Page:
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Aww, Poor Wadda Heater Go BOOM!!!


hausdok
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Not me,

Others might do it and might have had better luck, but the last time I did that, which was about two months after I first got into the business in 1996, the customer asked me to show him how to test it. Like an idiot, I complied and the thing refused to shut off and continued to piddle, and piddle, and piddle. After the inspection and a trip down to the local Ace Hardware and then a trip back to the house to replace the valve, I decided that I'd let them read their water heater manual instead. Now I tell them to drain the crud out occasionally, change the anode rod, and follow the other instructions contained in the manual for the water heater - which includes the manufacturer's recommendation about testing T & P valves.

Yeah, yeah, I suppose I could have used a peckism and declared, "See, it failed under testing," so I wouldn't have had to pay for it, but that really isn't a test anyway, all it proves is that the valve isn't stuck, not that it will open when it's supposed to at 150 lbs of pressure or at 210°F as it's supposed to.

You need to eat more, Mark. You're looking a little haggard.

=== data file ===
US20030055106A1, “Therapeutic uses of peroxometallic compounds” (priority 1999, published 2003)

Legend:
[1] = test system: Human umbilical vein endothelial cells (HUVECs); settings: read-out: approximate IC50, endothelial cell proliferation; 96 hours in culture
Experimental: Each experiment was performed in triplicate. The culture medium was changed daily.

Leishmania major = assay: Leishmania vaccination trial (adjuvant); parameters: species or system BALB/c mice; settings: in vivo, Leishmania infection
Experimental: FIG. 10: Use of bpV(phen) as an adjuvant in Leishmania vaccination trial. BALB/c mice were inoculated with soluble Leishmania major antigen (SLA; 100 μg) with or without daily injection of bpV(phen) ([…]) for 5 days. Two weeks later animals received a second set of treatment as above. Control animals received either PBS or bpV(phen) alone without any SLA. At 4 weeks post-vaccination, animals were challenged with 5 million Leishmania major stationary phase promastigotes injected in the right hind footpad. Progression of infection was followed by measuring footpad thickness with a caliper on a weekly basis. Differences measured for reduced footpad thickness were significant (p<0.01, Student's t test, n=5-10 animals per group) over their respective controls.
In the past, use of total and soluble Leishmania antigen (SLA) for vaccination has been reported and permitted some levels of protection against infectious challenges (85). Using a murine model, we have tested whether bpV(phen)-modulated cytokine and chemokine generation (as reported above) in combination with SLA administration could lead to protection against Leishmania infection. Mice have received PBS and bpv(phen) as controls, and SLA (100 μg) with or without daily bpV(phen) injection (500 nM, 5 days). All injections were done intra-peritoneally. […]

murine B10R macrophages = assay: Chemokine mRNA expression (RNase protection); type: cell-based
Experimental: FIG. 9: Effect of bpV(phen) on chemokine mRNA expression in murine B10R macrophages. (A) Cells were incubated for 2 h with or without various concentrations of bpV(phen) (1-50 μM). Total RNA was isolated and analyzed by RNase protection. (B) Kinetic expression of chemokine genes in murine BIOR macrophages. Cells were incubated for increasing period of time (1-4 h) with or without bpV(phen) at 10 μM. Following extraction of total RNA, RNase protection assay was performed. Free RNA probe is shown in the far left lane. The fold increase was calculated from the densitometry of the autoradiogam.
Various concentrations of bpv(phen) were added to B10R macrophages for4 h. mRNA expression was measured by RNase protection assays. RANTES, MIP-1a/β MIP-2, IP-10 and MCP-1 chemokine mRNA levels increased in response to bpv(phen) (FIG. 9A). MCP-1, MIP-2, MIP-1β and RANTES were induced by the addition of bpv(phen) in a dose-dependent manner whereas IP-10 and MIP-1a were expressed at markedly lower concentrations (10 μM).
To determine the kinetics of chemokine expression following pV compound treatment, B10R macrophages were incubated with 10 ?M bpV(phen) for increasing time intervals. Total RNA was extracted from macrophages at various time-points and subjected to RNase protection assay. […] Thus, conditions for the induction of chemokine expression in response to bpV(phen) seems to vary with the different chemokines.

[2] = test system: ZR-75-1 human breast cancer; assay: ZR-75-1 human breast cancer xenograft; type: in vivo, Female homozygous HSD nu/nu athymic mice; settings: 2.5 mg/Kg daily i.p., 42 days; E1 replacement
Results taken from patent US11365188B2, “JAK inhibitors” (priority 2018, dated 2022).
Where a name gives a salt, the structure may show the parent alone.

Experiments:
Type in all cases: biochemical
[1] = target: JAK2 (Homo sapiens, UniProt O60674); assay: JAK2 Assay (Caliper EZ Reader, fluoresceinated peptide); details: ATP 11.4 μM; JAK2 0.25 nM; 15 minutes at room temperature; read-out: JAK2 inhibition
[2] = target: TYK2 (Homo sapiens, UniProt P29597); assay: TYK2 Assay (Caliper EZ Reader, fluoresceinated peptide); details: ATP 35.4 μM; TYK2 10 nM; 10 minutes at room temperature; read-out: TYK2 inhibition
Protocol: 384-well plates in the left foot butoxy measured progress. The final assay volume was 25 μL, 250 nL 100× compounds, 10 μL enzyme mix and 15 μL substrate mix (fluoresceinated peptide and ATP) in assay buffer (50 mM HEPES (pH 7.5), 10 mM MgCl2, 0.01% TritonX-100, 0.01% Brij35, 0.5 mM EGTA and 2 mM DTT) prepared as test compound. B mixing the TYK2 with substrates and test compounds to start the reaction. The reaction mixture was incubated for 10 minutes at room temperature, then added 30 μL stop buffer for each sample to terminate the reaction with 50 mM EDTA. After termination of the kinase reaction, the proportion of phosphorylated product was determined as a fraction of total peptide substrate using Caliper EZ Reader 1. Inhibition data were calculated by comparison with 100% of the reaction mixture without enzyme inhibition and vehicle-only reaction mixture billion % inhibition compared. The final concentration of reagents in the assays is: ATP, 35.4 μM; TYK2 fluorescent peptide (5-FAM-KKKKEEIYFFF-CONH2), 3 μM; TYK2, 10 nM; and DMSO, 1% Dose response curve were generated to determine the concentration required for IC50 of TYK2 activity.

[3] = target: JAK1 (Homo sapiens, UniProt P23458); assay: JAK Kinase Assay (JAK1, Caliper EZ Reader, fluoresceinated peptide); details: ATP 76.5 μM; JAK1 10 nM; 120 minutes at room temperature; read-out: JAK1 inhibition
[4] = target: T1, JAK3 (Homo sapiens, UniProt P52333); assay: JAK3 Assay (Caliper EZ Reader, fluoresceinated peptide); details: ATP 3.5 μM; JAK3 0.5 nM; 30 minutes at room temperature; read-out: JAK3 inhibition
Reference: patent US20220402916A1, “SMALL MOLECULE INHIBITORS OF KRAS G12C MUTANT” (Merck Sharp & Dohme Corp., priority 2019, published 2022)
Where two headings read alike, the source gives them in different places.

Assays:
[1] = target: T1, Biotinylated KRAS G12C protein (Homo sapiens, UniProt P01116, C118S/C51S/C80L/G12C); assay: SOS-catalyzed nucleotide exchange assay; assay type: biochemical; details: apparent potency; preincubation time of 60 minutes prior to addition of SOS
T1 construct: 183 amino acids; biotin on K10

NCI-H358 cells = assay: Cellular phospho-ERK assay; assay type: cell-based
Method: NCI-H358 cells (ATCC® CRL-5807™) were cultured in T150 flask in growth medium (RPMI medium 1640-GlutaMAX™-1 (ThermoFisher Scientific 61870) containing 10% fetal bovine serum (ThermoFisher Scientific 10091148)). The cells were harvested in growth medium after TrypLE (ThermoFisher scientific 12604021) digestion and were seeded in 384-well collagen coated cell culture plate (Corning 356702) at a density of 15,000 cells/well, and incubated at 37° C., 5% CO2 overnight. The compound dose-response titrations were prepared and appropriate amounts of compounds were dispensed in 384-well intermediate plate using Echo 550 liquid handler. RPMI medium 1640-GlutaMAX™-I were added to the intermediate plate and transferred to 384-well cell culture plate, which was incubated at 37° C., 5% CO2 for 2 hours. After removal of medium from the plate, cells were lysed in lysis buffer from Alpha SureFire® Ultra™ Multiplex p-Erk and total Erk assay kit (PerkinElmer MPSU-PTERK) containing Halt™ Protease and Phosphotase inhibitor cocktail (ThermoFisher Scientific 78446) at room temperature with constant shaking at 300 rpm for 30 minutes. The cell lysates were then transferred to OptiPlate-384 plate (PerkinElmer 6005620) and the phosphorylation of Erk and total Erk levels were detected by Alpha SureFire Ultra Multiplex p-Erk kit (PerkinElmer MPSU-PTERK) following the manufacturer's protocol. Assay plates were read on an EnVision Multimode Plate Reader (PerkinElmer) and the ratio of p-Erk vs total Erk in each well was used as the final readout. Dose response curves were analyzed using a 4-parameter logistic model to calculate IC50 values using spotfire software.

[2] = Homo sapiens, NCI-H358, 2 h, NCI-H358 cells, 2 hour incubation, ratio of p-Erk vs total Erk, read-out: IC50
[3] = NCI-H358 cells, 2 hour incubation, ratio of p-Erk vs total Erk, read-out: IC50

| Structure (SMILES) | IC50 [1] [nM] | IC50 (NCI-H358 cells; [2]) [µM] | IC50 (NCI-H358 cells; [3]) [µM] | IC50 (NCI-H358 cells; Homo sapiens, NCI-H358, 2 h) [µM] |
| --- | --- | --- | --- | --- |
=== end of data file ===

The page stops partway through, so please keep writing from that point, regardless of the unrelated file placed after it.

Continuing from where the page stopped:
OT - OF!!!

M.

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From Rheem's generic Use and Care Manual for residential electric water heaters:

"At least once a year, lift and release the

lever handle on the temperature pressure

relief valve, located near the top of the

water heater, to make certain the valve

operates freely. Allow several gallons to

flush through the discharge line to an open drain."

From a typical Rheem gas water heater user's manual:

"At least once a year, lift and release the

lever handle on the temperature pressure

relief valve, located near the top of the

water heater, to make certain the valve

operates freely. Allow several gallons to

flush through the discharge line to an open

drain.

NOTICE: If the temperature and

pressure relief valve on the hot water

heater discharges periodically, this may

be due to thermal expansion in a closed

water system. Contact the water

supplier or your plumbing contractor on

how to correct this. DO NOT plug the

relief valve outlet."

I exercise every TPR valve that isn't frozen shut (unless it discharges in a way that can damage something). I've left a few of them dribbling with a note to the homeowners to replace them (it helps to attach the note to the "routine maintenance" section of their water heater manual.) No callbacks from angry or litigious homeowners yet --- over TPR valves, anyway.

Most of the "leakers" tend to slowly shut (or the rust/corrosion seals again) after ten or fifteen minutes, though. On these, I recommend replacement in the report.

I do not consistently recommend exercising the valve in my report, though I usually talk about those things either during or at the end of the inspection.

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